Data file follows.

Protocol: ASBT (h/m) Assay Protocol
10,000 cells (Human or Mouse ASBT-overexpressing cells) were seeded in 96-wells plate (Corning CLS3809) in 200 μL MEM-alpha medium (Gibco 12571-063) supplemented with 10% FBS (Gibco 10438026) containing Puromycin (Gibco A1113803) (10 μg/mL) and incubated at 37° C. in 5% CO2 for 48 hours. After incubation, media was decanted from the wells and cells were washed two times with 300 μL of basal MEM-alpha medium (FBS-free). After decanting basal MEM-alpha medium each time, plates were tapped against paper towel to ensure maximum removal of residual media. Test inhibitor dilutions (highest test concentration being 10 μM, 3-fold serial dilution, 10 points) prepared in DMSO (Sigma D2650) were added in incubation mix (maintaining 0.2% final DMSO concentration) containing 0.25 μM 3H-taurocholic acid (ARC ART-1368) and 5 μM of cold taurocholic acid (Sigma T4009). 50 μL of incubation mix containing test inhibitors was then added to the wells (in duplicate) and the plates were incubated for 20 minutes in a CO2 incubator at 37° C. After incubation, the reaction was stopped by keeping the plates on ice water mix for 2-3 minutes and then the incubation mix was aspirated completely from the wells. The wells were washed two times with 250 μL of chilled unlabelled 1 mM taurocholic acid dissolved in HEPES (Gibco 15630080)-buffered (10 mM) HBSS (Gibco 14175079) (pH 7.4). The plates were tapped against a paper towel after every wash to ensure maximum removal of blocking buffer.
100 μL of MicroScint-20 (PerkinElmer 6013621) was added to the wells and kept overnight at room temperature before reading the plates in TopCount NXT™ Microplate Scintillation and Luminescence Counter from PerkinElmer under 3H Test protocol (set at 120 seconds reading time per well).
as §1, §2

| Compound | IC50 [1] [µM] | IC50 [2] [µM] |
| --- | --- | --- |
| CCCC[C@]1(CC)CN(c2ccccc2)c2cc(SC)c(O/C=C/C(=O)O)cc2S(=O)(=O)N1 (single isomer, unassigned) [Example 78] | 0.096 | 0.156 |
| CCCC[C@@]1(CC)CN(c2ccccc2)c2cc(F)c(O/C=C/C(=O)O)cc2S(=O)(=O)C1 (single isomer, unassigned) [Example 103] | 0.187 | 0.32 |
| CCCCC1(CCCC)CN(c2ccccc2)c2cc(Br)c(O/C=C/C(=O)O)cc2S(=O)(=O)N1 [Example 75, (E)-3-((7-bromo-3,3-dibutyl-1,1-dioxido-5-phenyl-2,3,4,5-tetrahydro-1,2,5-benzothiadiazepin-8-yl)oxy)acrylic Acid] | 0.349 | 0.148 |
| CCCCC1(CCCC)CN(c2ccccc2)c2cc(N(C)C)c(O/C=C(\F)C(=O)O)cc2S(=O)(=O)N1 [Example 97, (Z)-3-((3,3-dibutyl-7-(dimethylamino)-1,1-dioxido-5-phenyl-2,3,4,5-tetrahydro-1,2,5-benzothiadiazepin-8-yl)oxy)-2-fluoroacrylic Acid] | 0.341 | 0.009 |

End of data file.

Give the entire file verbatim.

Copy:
Protocol: ASBT (h/m) Assay Protocol
10,000 cells (Human or Mouse ASBT-overexpressing cells) were seeded in 96-wells plate (Corning CLS3809) in 200 μL MEM-alpha medium (Gibco 12571-063) supplemented with 10% FBS (Gibco 10438026) containing Puromycin (Gibco A1113803) (10 μg/mL) and incubated at 37° C. in 5% CO2 for 48 hours. After incubation, media was decanted from the wells and cells were washed two times with 300 μL of basal MEM-alpha medium (FBS-free). After decanting basal MEM-alpha medium each time, plates were tapped against paper towel to ensure maximum removal of residual media. Test inhibitor dilutions (highest test concentration being 10 μM, 3-fold serial dilution, 10 points) prepared in DMSO (Sigma D2650) were added in incubation mix (maintaining 0.2% final DMSO concentration) containing 0.25 μM 3H-taurocholic acid (ARC ART-1368) and 5 μM of cold taurocholic acid (Sigma T4009). 50 μL of incubation mix containing test inhibitors was then added to the wells (in duplicate) and the plates were incubated for 20 minutes in a CO2 incubator at 37° C. After incubation, the reaction was stopped by keeping the plates on ice water mix for 2-3 minutes and then the incubation mix was aspirated completely from the wells. The wells were washed two times with 250 μL of chilled unlabelled 1 mM taurocholic acid dissolved in HEPES (Gibco 15630080)-buffered (10 mM) HBSS (Gibco 14175079) (pH 7.4). The plates were tapped against a paper towel after every wash to ensure maximum removal of blocking buffer.
100 μL of MicroScint-20 (PerkinElmer 6013621) was added to the wells and kept overnight at room temperature before reading the plates in TopCount NXT™ Microplate Scintillation and Luminescence Counter from PerkinElmer under 3H Test protocol (set at 120 seconds reading time per well).
as §1, §2

| Compound | IC50 [1] [µM] | IC50 [2] [µM] |
| --- | --- | --- |
| CCCC[C@]1(CC)CN(c2ccccc2)c2cc(SC)c(O/C=C/C(=O)O)cc2S(=O)(=O)N1 (single isomer, unassigned) [Example 78] | 0.096 | 0.156 |
| CCCC[C@@]1(CC)CN(c2ccccc2)c2cc(F)c(O/C=C/C(=O)O)cc2S(=O)(=O)C1 (single isomer, unassigned) [Example 103] | 0.187 | 0.32 |
| CCCCC1(CCCC)CN(c2ccccc2)c2cc(Br)c(O/C=C/C(=O)O)cc2S(=O)(=O)N1 [Example 75, (E)-3-((7-bromo-3,3-dibutyl-1,1-dioxido-5-phenyl-2,3,4,5-tetrahydro-1,2,5-benzothiadiazepin-8-yl)oxy)acrylic Acid] | 0.349 | 0.148 |
| CCCCC1(CCCC)CN(c2ccccc2)c2cc(N(C)C)c(O/C=C(\F)C(=O)O)cc2S(=O)(=O)N1 [Example 97, (Z)-3-((3,3-dibutyl-7-(dimethylamino)-1,1-dioxido-5-phenyl-2,3,4,5-tetrahydro-1,2,5-benzothiadiazepin-8-yl)oxy)-2-fluoroacrylic Acid] | 0.341 | 0.009 |